Patients in Care Homes, Deaths in Care Homes and GP responsibilities.
LMCs often receive questions from practices about the provision of medical services for patients in nursing and residential homes. Most care home patients will fall within the remit of standard primary medical services contracts but sometimes, with the rise in number of complicated patients being cared for in the community, expectations to provide extra care may arise. The general principle is that GPs should never be forced to work outside their clinical competence. The GPC guidance “How to identify when services provided to care homes may be deemed as essential or additional” (BMA 2012) deals mostly with demands for services in institutions registered with the CQC as hospitals but does have something to say about some patients in care homes receiving continuing nursing care who may have complex needs.
“GPs should not allow themselves to feel morally blackmailed or contractually threatened to provide services beyond their level of competence. In providing care GPs must always:
- recognise and work within the limits of their professional competence
- consult colleagues if they have any concerns (eg LMC Officers, colleagues in the practice, MDO Advisors) · be competent when making diagnoses and when giving or arranging treatment
- ensure they are properly indemnified for the services provided
Patients receiving NHS continuing care will often need an increased level of care such as the input of a specialist or GP with a Special Interest. Institutions and PCOs [i.e. CCGs] should be made aware that asking GPs to provide services outside their competency can put patients at risk and that failing to provide proper care for patients could lead to enquiries by the relevant regulatory bodies and referrals to the GMC.”
Services provided outside standard GMS or PMS contracts should be contracted for separately by the care home but practices, should they be approached in this regard, are advised to make sure about what can and cannot be charged for privately. One source of information is the BMA Focus on Private Practice 2004 (updated 2010).
Despite most care home patients falling within the remit of standard primary medical services contracts questions often arise in the course of medical management and these often concern completing nursing home records, prescribing, do not attempt resuscitation orders and expected deaths in care homes.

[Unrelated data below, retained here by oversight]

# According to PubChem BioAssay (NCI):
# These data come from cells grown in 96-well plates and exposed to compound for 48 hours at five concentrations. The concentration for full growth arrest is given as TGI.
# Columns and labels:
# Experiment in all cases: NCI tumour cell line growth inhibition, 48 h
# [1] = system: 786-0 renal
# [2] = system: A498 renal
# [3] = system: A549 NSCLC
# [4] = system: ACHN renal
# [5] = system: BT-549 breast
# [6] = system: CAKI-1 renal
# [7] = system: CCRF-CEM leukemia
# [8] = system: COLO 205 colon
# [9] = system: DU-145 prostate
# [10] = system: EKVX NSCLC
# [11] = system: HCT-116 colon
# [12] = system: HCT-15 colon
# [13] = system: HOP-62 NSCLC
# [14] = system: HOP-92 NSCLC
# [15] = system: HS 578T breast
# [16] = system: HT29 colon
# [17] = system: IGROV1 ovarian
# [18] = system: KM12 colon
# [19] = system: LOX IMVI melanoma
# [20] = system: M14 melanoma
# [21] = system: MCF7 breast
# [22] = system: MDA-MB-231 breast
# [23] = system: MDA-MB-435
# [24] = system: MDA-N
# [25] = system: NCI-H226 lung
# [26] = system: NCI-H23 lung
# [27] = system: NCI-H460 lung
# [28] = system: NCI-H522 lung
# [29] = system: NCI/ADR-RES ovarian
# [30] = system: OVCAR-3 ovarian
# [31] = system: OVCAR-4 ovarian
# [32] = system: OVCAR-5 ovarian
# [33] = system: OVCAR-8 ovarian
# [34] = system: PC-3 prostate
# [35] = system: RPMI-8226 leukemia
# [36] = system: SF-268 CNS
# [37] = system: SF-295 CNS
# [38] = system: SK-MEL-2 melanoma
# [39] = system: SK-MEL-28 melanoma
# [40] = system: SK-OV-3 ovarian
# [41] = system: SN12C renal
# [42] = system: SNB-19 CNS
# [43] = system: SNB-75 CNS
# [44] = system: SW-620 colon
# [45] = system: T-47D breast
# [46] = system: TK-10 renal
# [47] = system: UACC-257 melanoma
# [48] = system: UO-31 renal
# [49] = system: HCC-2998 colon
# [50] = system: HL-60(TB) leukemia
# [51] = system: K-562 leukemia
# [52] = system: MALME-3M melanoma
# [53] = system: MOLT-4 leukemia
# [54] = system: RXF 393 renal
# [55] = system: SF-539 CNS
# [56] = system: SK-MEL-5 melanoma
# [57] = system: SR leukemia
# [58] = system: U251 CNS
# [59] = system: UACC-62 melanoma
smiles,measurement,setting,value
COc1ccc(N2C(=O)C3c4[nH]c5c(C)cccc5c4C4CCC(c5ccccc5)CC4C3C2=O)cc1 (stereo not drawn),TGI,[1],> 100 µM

Records: there is no contractual obligation to complete care home records nor to follow up verbal advice with written confirmation, often requested by fax. It is the care home staff’s responsibility to keep accurate records about what has been done and what advice has been received. This is true despite the guidance sometimes provided to care homes by some CQC inspectors. However, GPs may well wish to make written confirmation to make sure that complicated instructions are followed.
Prescribing: patients in care homes have the same right to obtain medication from their own choice of pharmacy or dispensing practice as any other registered patient. Nowadays many care homes have arrangements with a single pharmacy contractor which may not be a local firm. If the patient or his or her family or representative is unhappy with this arrangement then they are entitled to continue to receive pharmacy services from their preferred contractor. This is, therefore, primarily a matter between the patient and the care home but one in which GPs may well become involved.
No not attempt resuscitation orders: from time-to-time care homes sometimes report that some ambulance trust staff will not accept DNAR forms that are copies of an original. The SWASFT has confirmed to the LMC that copies of properly completed DNAR forms are valid.
Expected deaths: Under the law there is no obligation for GPs to be required to confirm death nor are GPs legally required to see the body in order to certify death. Of course, GPs are required to see a body before completing a cremation certificate. The CQC advises care homes that “any competent adult” can confirm an expected death and that there is no need to call a GP in this case. The deceased’s registered GP should be informed as soon as possible and, although there is no legal requirement to attend, if a doctor chooses to do so, this will be as soon as practicable as living patients must receive priority.
Expected deaths that occur in the evening or a weekends and bank holidays should be reported to the out-of-hours GP service by the care home but, as any competent person can confirm death and as the OOH GP cannot certify the death, there is no need for him or her to attend. The OOH GP can advise the care home staff to contact a local undertaker to remove the body and inform the registered GP of the death on the next working day.
Care home staff should also be aware that if an undertaker who is not local is engaged, usually to be nearer family who live away, the registered GP cannot be expected to travel outside the practice area in order to complete cremation forms. Funeral directors are aware of this and may have reciprocal arrangements with colleagues.
BCM with acknowledgement to Bedfordshire & Hertfordshire and Wessex LMCs.